Virtual Slides in Surgical Pathology Practice – Keep Them or Toss Them?
Charles M van Slambrouck, David S McClintock. University of Chicago, Chicago, IL
Background: As whole slide imaging (WSI) gains acceptance in the surgical pathology clinical workflow, the issue of virtual slide storage will become the primary hurdle to adoption. Virtual slides range up to 9GB in size, depending on the scanner and compression used on acquisition. Given that surgical pathology labs generate tens to hundreds of thousands of slides annually, storage requirements could approach up to a petabyte of data storage per year. Unlike radiology, which operates clinically on a “write once, read often” data storage model, pathology has been postulated to operate on a “write once, read once” model, an assertion that has not been formally evaluated. This study assesses the clinical usage of surgical pathology archives during the signout process.
Design: Seven pathology trainees (five residents and two fellows) recorded the number of prior cases and their respective slides pulled from the pathology archives during the clinical signout process with attending pathologists. Information for each case pulled included: 1) age of prior material; 2) number of slides pulled; 3) number of slides viewed; and 4) number of times each slide was viewed (trainee and attending). Data analysis of the surveys was performed in Microsoft Excel.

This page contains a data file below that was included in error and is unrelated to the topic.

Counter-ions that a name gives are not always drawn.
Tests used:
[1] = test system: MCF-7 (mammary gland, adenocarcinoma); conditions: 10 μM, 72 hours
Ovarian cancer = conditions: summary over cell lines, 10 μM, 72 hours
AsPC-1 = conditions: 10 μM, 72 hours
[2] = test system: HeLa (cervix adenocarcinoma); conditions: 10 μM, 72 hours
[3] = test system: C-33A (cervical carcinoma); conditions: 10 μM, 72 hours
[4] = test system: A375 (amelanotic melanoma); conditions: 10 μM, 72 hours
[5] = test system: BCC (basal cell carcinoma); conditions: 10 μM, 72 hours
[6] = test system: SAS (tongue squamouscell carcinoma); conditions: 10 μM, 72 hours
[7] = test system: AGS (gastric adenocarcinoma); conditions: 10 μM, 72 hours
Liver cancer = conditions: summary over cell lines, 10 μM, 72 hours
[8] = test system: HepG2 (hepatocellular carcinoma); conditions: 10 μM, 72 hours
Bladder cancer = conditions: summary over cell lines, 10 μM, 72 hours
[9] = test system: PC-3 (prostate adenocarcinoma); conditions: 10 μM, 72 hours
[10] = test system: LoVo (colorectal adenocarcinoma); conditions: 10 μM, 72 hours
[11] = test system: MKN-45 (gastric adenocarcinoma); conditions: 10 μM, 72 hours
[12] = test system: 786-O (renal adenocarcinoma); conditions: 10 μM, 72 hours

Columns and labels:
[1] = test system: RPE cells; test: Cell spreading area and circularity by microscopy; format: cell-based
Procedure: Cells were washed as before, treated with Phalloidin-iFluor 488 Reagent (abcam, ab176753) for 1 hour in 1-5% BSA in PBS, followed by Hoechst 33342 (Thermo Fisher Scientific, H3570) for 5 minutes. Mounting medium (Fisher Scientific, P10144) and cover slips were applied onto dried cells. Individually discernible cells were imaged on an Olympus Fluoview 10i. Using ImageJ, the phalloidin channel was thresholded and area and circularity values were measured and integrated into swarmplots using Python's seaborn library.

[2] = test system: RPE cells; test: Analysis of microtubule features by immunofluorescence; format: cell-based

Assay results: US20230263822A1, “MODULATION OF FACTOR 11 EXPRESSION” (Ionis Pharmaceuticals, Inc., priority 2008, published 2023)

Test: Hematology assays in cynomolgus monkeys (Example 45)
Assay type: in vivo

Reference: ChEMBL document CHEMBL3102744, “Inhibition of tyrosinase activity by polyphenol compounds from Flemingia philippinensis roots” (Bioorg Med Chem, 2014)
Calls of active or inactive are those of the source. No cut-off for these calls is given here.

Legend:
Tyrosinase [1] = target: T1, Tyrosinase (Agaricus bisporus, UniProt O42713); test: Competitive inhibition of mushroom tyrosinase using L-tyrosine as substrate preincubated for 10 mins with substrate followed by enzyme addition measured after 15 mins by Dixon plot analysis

Results: Over thirteen work days, the participants signed out 791 cases, from which in 17 cases prior material was requested (2.2% of all cases). Prior archival material was pulled in 13 of 17 cases (1.6% of all cases). Archival material was viewed in all 13 instances it was pulled. Of a total of 172 slides pulled, only 24 slides were used for review (14.0% of slides pulled, 1.8 slides per case pulled). Given that each slide was reviewed by multiple individuals (slide-views), there were 50 slide-views of prior case materials (3.9 slide-views per case, 0.55 slide-views per work day). Prior cases had a mean age of 672 days (median age 62 days; range 13 to 5874 days). Trainees pulled 92.3% (12/13) of prior cases before sign-out with attendings.
Conclusions: From the data above, surgical pathology does indeed seem to fall in a “write-once, read-once” model of data persistence – pathologists rarely need to go back to prior case material during clinical signout. With the considerable data storage requirements for WSI, the argument for permanent persistence of virtual pathology slides (similar to radiology) seems unwarranted at this time. However, given the median age of prior case material, a temporary persistence model may be reasonable solution.
Wednesday, March 6, 2013 1:00 PM
Poster Session VI # 263, Wednesday Afternoon